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Tuesday, 5 June 2018

The Hindu Editorial: To Be An Environmental World Power

Mahendra Guru
The Hindu Editorial: To Be An Environmental World Power

Title: To be an environmental world power

(Cross-border environmentalism is crucial for South Asia, but India is not inclined to take the lead)

Context:- Ecological ruin is on a gallop(सरपट चाल)across South Asia, with life and livelihood of nearly a quarter of the world’s population affected. Yet, our polities are able to neither fathom(Understand) nor address the degradation. 

Within each country, with politics dancing to the tune of populist consumerism, nature is without a guardian. The erosion of civility in geopolitics keeps South Asian societies apart when people should be joining hands across borders to save our common ground.

Because wildlife, disease vectors, aerosols and river flows do not respect national boundaries, the environmental trends must perforce be discussed at the regional inter-country level. As the largest nation-state of our region, and the biggest polluter whose population is the most vulnerable, India needs to be alert to the dangerous drift.

China has been resolutely tackling air pollution and promoting clean energy. 

But while Beijing’s centralised governance mandates environmentalism-by-decree, the subcontinental realities demand civic participation for sustainability to work.

The Indian state not only neglects its own realm, it does not take the lead on cross-border environmentalism.

The UN Environment Programme (UNEP) has chosen India to be the ‘host country’ to mark World Environment Day today. But when will New Delhi rise to connect the dots between representative democracy and ecological sanity(अक़्लमंदी)?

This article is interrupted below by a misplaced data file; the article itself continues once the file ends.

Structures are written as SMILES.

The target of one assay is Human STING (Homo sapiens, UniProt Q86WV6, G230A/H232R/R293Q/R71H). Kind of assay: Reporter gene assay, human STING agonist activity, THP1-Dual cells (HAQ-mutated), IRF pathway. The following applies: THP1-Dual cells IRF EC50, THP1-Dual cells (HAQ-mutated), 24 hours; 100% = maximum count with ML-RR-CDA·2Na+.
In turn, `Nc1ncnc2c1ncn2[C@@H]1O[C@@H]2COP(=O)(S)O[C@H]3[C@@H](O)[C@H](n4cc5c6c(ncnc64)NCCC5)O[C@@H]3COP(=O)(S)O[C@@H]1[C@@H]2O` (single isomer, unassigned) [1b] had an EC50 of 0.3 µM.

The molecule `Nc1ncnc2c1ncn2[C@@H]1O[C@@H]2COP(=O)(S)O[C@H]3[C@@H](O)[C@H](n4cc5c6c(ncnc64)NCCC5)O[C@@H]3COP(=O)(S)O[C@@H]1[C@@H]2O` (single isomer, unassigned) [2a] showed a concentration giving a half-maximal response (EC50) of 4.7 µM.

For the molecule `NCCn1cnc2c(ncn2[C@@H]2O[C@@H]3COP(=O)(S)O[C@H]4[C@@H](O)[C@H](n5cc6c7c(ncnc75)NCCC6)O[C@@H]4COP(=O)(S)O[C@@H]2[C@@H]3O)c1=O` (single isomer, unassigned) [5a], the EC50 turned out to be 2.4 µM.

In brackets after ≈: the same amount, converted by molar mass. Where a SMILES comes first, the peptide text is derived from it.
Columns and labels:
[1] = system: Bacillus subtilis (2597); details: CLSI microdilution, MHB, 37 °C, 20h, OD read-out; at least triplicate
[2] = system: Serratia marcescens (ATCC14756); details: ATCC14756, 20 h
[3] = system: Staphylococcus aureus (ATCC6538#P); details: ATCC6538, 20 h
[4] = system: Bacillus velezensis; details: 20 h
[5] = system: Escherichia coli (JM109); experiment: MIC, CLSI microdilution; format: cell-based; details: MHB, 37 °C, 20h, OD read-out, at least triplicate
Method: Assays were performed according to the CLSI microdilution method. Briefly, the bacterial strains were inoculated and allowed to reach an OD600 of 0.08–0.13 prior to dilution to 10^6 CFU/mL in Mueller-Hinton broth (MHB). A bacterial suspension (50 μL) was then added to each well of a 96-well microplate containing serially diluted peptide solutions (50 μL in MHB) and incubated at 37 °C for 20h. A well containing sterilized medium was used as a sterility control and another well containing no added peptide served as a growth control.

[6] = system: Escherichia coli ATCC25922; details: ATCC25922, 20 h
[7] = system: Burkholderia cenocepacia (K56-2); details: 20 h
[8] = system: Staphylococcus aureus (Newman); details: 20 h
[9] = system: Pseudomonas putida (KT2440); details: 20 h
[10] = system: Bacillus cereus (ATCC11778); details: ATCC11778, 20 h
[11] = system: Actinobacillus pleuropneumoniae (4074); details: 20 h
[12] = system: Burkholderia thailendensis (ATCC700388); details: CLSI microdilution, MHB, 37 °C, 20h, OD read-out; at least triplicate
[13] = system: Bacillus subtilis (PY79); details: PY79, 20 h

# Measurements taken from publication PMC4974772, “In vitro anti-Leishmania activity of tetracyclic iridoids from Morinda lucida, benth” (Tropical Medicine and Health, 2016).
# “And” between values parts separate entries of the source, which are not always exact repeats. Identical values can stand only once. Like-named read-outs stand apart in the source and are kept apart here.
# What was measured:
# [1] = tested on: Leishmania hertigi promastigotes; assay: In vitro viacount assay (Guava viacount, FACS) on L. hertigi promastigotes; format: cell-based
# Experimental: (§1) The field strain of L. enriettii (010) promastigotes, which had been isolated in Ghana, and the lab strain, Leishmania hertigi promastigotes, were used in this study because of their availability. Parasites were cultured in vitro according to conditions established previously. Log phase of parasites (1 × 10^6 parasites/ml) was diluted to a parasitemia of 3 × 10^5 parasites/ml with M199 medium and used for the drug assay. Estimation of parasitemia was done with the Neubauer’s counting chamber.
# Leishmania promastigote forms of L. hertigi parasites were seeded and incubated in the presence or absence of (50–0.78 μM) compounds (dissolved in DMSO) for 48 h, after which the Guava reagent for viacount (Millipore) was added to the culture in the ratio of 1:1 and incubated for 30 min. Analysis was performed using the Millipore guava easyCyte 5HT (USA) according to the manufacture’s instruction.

Rivers into sewers

Truth be told, the environment ministry is invariably the least empowered in the major countries of South Asia, without clout vis-à-vis line ministries, and unable to coordinate the ecological response. 

In the hills, the Ganga in Uttarakhand and the Teesta of Sikkim are representative of rivers that have been converted into dry boulder tracts by ‘cascades’ of run-of-river hydroelectric schemes. The same fate now threatens the rivers of Nepal and India’s Northeast, while the tributaries of the Indus were ‘done in’ decades ago through water diversion.

Everywhere, natural drainage is destroyed by highways and railway tracks elevated above the flood line, and bunds encircling towns and cities. Reduced flows and urban/industrial effluents have converted our great rivers into sewers.

We fail to acknowledge that the rivers are made to carry hundreds of tonnes of plastics daily into the Bay of Bengal and the Arabian Sea.

Ground fog, brown cloud

As the UNEP will be the first to insist, climate change is introducing massive disturbances to South Asia, most notably from the rise of sea levels. The entire Indian Ocean coastline will be affected, but the hardest hit will be the densely populated deltas where the Indus, the Irrawaddy and the Ganga-Brahmaputra meet the sea.

The retreat of the Himalayan glaciers is jeopardising the perennial(everlasting) nature of our rivers and climate scientists are now zeroing in on the ‘atmospheric brown cloud’ to explain the excessive melting of snows in the central Himalaya. This high altitude haze covers the Indo-Gangetic plains for much of the dry season and penetrates deep into the high valleys.

This cloud is made up of ‘black carbon’ containing soot and smog sent up by stubble burning, wood fires, smokestacks and fossil fuel exhaust, as well as dust kicked up by winter agriculture, vehicles and wind. It rises up over the plains and some of it settles on Himalayan snow and ice, which absorb heat and melt that much faster. It is no longer anecdotal(वास्तविक) that the icefalls of the Himalaya could before long transform into waterfalls.

Final Words